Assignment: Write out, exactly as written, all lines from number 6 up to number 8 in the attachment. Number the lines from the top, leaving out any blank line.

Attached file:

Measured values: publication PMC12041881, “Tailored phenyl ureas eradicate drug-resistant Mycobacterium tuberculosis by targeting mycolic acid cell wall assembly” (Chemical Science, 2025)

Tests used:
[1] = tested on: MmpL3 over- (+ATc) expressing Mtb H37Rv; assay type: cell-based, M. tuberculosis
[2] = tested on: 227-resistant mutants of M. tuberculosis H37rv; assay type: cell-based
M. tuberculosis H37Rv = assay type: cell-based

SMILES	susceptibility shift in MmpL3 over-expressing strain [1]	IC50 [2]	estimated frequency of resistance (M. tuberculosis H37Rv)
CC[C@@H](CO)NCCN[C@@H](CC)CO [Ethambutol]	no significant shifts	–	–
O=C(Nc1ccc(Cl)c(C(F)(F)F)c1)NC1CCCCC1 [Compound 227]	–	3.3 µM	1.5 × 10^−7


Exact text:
SMILES	susceptibility shift in MmpL3 over-expressing strain [1]	IC50 [2]	estimated frequency of resistance (M. tuberculosis H37Rv)
CC[C@@H](CO)NCCN[C@@H](CC)CO [Ethambutol]	no significant shifts	–	–
O=C(Nc1ccc(Cl)c(C(F)(F)F)c1)NC1CCCCC1 [Compound 227]	–	3.3 µM	1.5 × 10^−7